(Sāyaṇa Ācārya (XIV century), Vedārthaprakāśa; quoted in Giuliano Boccali, Stefano Piano, Saverio Sani. The literatures of India. Turin, Utet, 2000, p. 219)
“Nāma vā ṛgvedo yajurvedaḥ sāmaveda ātharvaṇaś caturtha itihāsapurāṇaḥ pañcamo vedānāṃ ved pitryo rāśir daivo nidhir vākovākyam ekāyanaṃ devavidyā brahmavidyābhāvidāvakyavidyāva nhūjanāva nāvaidāva saravaidāva saravaidāva saravai
“Names, namely the Ṛgveda, the Yajur-Veda, the Sāma-Veda and finally the Atharvaṇa as the fourth, the itihāsa and the purāṇa as the fifth, the Veda of the Vedas, the ritual for the hands, the calculation, the divination, the knowledge of the times, logic, rules of conduct, etymology, knowledge of the Gods, knowledge of the Supreme Spirit, the science of weapons, astronomy, the science of snakes, spirits and geniuses; all these are but names. But consider carefully what ‘name’ means. “
These texts therefore and probably have their roots in the distant past, being a real receptacle of traditional knowledge, originally narrated by bards called sūta.
All Purāṇa therefore have numerous stratifications, as well as several parts in common with each other, as well as interpolations and continuous revisions:
“The Purāṇa have been continuously revised and updated over time until the time of the first printed editions that appeared around the end of the nineteenth century. Hence the uncertainty and recklessness of any hypothetical dating.”
(Antonio Rigopoulos, Introduction to translated texts, in ancient Hinduism, vol. 1 (edited by Francesco Sferra). Milan, Mondadori, 2010, p. CXCVI-CXCVII)
The oldest list of eighteen main Puranic texts (called Mahāpurāṇa) is contained in the Mahābhārata (although there remains the doubt of an interpolation of the text): the set formed of these works plus the other great Indian Itihāsa, the Rāmāyaņa, is it has been defined as a fifth Veda, and for the massive scope of their ethical and religious teaching, and for the historical and cultural importance that these texts have assumed over the centuries. They are often referred to in the literature with the compound Itihāsa-Purāṇa.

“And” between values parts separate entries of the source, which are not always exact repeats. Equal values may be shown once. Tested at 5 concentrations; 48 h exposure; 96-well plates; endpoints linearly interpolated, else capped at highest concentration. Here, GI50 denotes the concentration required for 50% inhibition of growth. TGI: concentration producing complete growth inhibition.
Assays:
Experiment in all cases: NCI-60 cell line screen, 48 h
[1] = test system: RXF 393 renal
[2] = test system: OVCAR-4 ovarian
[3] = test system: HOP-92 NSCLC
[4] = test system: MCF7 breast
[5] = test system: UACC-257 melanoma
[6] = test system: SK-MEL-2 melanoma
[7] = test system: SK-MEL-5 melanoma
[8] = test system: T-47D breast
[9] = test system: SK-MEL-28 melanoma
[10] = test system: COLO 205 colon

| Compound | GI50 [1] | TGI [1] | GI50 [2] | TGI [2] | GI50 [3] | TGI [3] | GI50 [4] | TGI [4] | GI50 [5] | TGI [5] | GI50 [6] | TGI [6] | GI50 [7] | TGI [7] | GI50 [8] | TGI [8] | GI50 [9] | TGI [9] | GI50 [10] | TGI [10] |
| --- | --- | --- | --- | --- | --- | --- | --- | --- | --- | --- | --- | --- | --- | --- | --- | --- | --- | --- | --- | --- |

Alongside this list of major works, various lists were compiled listing eighteen minor or secondary Purāņas, called Upapurāṇa, which are actually present in much greater numbers and deal with the most varied topics, which often cannot be traced in the Mahāpurāṇa.
It is traditionally stated that the topic addressed by the Purāṇa is the pañcalakşaņa, ie the “five distinctive characteristics” listed below:
In truth, these themes are present only minimally in the works and represent more than anything else an attempt at the theoretical canonization of Puranic literature.
It can be said that the Purāṇa are mainly based on mythological texts that ultimately tend to lead to the glorification of one deity rather than another (the most celebrated are Vişņu, often in the form of avatāra, Śiva, the Śakti and finally Brahmā ), but also to exalt the saving and purifying power of certain sacred places, time periods, devotional practices (bhakti) and qualities of the spirit. These texts, called Māhātmya (contraction of mahātman, not literally translatable as “greatness”), constitute the prevalent part of many Purāṇas; they are then associated with other types of text, such as the Gītā (divine songs that have as their model the famous Bhagavadgītā), the strota (laudative hymns) and various stories of an edifying nature. All these textual typologies are independent of each other but are associated together to form that composite framework which is the Purāṇa, although, at least as regards some Māhātmyas, there are attestations of their autonomous redaction.
The ultimate goal set by the Purāṇas is the acquisition of a phala (lit. “fruit”, in this case translatable as “spiritual merit”). It can be obtained in the most varied ways (in individual works you can often find specific indications): mainly through reading, listening to the text and devoting devotion to the god celebrated in it, but also by following the indications given on pilgrimage to sacred places. and even simply by owning it or giving it to a Brahmin.
«Writing, always considered inferior to oral transmission, is suitable for these edification texts aimed at social categories to which access to the Vedas was and is denied. Hence the meritorious nature of the creation of copies of the Purāṇic text, a practice that has been attested throughout the centuries. “